Paleontologists at work north of Caxito.

Paleontologists at work north of Caxito. Photo courtesy Projecto PaleoAngola.

Dinosaur footprints in diamond mines… the oldest marine turtle in Africa … a 90 million year old new species of sauropod… These are just some of the discoveries unearthed in Angola in the last decade. The Angola Field Group invites you to Ten Years of Exploring Angola’s Paleontological Heritage at the Viking Club, Thursday, August 6, at 7:45 PM, with palaeontologists Dr. Louis Jacobs of Southern Methodist University, Dallas, Texas and Dr. Octavio Mateus, Universidade Nova de Lisboa, Portugal. Their paleontological fieldwork, which started in May 2005, is carried out annually as part of Projecto PaleoAngola: www.paleoangola.org

Angolatitan, first dinosaur discovered in Angola, 2005. Photo courtesy Projecto PaleoAngola.

Angolatitan, first dinosaur discovered in Angola, 2005. Photo courtesy Projecto PaleoAngola.

The results of the fieldwork in Cretaceous sites in Angola has been extraordinarily spectacular with the discovery of the first dinosaurs of Angola dating from the Early Cretaceous and also the discovery of various reptiles including monosaurs, pleiosaurs, ammonites, and fossilized turtles and whales. Dr. Louis Jacobs is internationally recognized as a dinosaur expert and six fossil species have been named after him. He calls Angola a fossil museum in the ground. Dr. Octavio Mateus, also well known in his field, heads up the  Museu da Lourinha in West Portugal which houses an extensive collection of paleontological specimen.

Angola field group guest presenter Dr. Louis Jacobs.

Angola field group guest presenter Dr. Louis Jacobs. Photo courtesy Projecto PaleoAngola.

Everybody is welcome to attend. In close cooperation with the Viking Club, this event is offered free of charge. The talk will be in English. Beverages and snacks are sold at the Viking Bar which opens at 7:15 PM. Coupons must be purchased. You can download a map showing the location of the Viking Club on our Join Us page. The Viking Club is on the main floor of Edificio Maianga, Rua Marien Nguabi, No 118 in Maianga, across the street from the Panela de Barra restaurant.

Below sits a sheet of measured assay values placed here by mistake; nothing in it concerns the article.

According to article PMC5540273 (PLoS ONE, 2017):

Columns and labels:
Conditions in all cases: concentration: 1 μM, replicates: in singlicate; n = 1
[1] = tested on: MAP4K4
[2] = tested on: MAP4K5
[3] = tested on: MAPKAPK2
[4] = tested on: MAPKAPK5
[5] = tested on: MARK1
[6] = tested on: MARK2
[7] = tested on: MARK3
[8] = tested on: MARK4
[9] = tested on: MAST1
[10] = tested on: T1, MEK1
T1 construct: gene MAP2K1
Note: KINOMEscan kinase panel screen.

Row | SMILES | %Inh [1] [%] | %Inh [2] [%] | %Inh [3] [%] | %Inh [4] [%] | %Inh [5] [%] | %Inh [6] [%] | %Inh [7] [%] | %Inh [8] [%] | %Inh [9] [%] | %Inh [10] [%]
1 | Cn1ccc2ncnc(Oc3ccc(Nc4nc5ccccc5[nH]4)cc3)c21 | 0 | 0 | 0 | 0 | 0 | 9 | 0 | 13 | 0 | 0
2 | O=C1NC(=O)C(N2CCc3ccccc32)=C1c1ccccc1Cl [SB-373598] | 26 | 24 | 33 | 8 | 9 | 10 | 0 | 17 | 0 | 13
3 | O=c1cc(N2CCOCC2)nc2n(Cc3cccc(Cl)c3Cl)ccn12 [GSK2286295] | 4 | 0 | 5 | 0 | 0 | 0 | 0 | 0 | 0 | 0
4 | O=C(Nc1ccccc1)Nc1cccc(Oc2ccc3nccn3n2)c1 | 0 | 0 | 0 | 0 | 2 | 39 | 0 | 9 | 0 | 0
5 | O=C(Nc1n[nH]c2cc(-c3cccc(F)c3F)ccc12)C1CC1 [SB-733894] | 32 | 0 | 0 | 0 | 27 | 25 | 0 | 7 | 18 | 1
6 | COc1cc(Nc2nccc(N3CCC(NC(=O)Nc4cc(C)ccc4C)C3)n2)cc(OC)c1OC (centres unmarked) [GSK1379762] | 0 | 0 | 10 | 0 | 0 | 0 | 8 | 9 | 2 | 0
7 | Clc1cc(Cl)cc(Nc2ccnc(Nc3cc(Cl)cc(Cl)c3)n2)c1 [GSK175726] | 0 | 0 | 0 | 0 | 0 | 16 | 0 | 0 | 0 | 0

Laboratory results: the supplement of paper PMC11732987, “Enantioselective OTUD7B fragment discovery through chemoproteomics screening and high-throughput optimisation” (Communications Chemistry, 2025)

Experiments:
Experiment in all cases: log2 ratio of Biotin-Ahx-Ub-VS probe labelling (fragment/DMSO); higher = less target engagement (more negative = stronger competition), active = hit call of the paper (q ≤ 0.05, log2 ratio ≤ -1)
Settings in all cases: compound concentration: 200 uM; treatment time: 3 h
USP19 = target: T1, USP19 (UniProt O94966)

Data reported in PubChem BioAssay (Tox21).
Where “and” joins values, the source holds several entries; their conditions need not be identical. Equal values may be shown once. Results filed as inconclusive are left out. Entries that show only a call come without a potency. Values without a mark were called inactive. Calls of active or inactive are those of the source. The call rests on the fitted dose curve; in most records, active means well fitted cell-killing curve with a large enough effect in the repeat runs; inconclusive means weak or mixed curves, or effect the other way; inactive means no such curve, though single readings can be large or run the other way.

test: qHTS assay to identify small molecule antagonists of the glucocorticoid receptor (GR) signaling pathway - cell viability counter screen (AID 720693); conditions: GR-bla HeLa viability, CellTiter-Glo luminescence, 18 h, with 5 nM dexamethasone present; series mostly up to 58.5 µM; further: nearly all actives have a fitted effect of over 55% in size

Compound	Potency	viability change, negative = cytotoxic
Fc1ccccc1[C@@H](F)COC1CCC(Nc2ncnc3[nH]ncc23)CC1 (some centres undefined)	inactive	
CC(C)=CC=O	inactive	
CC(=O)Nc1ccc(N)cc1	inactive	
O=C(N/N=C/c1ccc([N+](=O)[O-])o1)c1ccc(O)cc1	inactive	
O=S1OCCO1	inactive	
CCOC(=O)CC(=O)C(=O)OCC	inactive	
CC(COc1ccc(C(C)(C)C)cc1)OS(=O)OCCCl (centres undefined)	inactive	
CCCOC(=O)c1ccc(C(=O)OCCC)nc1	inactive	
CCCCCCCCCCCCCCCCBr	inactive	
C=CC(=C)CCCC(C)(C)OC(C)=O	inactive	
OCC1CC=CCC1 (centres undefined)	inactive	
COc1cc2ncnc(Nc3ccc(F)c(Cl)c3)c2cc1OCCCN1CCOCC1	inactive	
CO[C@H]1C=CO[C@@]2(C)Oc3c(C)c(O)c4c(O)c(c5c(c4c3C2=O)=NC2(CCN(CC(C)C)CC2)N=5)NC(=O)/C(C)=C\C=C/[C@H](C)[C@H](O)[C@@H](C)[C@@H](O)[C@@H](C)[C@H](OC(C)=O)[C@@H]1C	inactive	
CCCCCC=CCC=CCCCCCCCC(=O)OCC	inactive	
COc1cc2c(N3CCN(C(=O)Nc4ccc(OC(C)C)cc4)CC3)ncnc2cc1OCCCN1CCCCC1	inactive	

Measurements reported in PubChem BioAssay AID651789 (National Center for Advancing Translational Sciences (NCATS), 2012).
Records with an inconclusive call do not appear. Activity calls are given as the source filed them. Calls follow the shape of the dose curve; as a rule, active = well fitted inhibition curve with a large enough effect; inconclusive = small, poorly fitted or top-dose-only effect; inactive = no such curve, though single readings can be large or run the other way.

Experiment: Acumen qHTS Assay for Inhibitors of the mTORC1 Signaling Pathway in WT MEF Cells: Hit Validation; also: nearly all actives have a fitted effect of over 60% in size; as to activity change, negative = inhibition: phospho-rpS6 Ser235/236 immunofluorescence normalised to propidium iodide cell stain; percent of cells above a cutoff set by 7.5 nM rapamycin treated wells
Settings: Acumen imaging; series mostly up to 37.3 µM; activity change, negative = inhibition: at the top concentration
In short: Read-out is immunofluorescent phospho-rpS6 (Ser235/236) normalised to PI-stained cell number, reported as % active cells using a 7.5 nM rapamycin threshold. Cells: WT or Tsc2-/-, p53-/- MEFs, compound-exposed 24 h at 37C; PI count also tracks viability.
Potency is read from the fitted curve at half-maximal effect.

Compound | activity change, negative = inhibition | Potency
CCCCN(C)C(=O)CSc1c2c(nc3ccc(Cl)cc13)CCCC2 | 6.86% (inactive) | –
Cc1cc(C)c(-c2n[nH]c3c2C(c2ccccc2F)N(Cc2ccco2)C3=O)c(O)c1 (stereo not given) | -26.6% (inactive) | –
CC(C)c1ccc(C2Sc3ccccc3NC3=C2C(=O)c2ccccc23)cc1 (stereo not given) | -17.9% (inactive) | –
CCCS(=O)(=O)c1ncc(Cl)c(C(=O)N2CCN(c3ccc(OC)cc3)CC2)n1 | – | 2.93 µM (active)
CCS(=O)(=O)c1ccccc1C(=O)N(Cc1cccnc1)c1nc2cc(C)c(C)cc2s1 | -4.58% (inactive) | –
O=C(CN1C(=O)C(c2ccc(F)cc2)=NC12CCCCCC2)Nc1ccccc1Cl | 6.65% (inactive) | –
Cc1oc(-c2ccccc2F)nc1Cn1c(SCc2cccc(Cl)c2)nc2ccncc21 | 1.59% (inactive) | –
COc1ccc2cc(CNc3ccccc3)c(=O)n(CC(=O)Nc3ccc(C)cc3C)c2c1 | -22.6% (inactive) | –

For Sale: Photo books, Natural Medicine books and other books about Angola and Huambo Dolls.

Taken from Upstream/Rytus Daukantas.

Taken from Upstream/Rytus Daukantas.

​Some of estimated 200 attendees, Angola Field Group presentation at the Viking Club.

​Some of estimated 200 attendees, Angola Field Group presentation at the Viking Club.

Thursday’s Angola Field Group presentation had a record setting attendance as participants, some fearing loss of jobs, heard Geologist Tako Koning say that the new technology of fracking for oil is a huge game changer in the oil industry and predicted that low oil prices could continue for the next half a decade or so. IMF Country Representative Nicholas Staines talked about the impact of the new technology on Angola’s economy and stated that Angola needs to raise taxes and eliminate fuel subsidies in the wake of the oil shock. He reiterated that Angola has to get away from the boom-bust cycle, spending when oil prices are high and cutting back when prices are low.

Click here to download Nicholas Staines’ presentation PDF or visit his website www.imf.org/luanda.

Click here to download Tako Koning’s presentation PDF.

​Taken from Upstream/Rytus Daukantas.

​Taken from Upstream/Rytus Daukantas.

Fracking operations are typified by tight arrangement of pressure pumping trucks. Shown is fracking of the Eagle Ford shale of South Texas, USA.  Photo courtesy of Halliburton

Fracking operations are typified by tight arrangement of pressure pumping trucks. Shown is fracking of the Eagle Ford shale of South Texas, USA. Photo courtesy of Halliburton

Fracking, the new oil field technology of fracturing shale rock to produce oil, has suddenly propelled the USA into becoming one of the world’s largest producers of oil (and natural gas) and has led to a 60% drop in world oil prices in the last 6 months. The Angola Field Group invites you to a presentation that takes a look at Fracking in the USA and its Impact on Angola’s Economy, at the Viking Club, Thursday February 5th at 7:45 PM. The IMF (International Monetary Fund) Country Director Nicholas Staines will talk about the impact of the low oil prices on Angola’s economy. Senior petroleum geologist Tako Koning will explain the technology behind the new oil boom.

Canadian Nicholas Staines, became the IMF’s Representative in Angola in early 2011. He has been with the IMF for over 15 years, much of it working in Sub-Saharan Africa. He joined the Fund from the private sector as a macroeconomic forecaster following several years in academia. Canadian Tako Koning has over 40 years experience in the oil industry, including 19 years in Angola. He worked with Texaco for 30 years in Canada, Indonesia, Nigeria and Angola. He now works in Angola as an oil consultant.